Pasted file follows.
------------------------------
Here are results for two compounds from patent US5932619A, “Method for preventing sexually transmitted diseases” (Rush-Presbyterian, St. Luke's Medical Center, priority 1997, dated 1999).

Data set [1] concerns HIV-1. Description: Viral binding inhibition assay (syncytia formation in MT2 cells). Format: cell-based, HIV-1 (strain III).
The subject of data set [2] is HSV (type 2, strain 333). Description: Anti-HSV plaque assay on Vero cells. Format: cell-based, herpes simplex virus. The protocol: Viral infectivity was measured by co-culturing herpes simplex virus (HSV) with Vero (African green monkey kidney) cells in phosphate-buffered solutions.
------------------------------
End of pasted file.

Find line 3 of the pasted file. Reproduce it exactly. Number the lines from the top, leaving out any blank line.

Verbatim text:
The subject of data set [2] is HSV (type 2, strain 333). Description: Anti-HSV plaque assay on Vero cells. Format: cell-based, herpes simplex virus. The protocol: Viral infectivity was measured by co-culturing herpes simplex virus (HSV) with Vero (African green monkey kidney) cells in phosphate-buffered solutions.